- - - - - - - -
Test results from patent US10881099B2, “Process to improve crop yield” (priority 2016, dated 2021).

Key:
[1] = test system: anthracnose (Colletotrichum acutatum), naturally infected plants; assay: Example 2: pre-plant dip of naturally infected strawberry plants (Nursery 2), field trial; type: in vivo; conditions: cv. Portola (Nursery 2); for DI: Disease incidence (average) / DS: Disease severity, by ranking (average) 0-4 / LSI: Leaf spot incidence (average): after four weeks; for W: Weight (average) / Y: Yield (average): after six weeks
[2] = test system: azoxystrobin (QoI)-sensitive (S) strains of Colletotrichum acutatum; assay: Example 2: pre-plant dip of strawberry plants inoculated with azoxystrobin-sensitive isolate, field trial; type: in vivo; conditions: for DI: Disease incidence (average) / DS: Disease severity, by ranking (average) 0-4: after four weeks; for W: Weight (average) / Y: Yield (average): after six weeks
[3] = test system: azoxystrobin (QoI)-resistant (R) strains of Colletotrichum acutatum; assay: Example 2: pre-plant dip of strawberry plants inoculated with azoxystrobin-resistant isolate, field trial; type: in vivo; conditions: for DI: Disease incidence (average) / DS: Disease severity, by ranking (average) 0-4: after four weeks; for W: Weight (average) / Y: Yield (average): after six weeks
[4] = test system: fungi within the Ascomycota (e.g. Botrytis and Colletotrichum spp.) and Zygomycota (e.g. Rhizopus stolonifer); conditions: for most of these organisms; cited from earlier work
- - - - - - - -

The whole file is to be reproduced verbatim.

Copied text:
Test results from patent US10881099B2, “Process to improve crop yield” (priority 2016, dated 2021).

Key:
[1] = test system: anthracnose (Colletotrichum acutatum), naturally infected plants; assay: Example 2: pre-plant dip of naturally infected strawberry plants (Nursery 2), field trial; type: in vivo; conditions: cv. Portola (Nursery 2); for DI: Disease incidence (average) / DS: Disease severity, by ranking (average) 0-4 / LSI: Leaf spot incidence (average): after four weeks; for W: Weight (average) / Y: Yield (average): after six weeks
[2] = test system: azoxystrobin (QoI)-sensitive (S) strains of Colletotrichum acutatum; assay: Example 2: pre-plant dip of strawberry plants inoculated with azoxystrobin-sensitive isolate, field trial; type: in vivo; conditions: for DI: Disease incidence (average) / DS: Disease severity, by ranking (average) 0-4: after four weeks; for W: Weight (average) / Y: Yield (average): after six weeks
[3] = test system: azoxystrobin (QoI)-resistant (R) strains of Colletotrichum acutatum; assay: Example 2: pre-plant dip of strawberry plants inoculated with azoxystrobin-resistant isolate, field trial; type: in vivo; conditions: for DI: Disease incidence (average) / DS: Disease severity, by ranking (average) 0-4: after four weeks; for W: Weight (average) / Y: Yield (average): after six weeks
[4] = test system: fungi within the Ascomycota (e.g. Botrytis and Colletotrichum spp.) and Zygomycota (e.g. Rhizopus stolonifer); conditions: for most of these organisms; cited from earlier work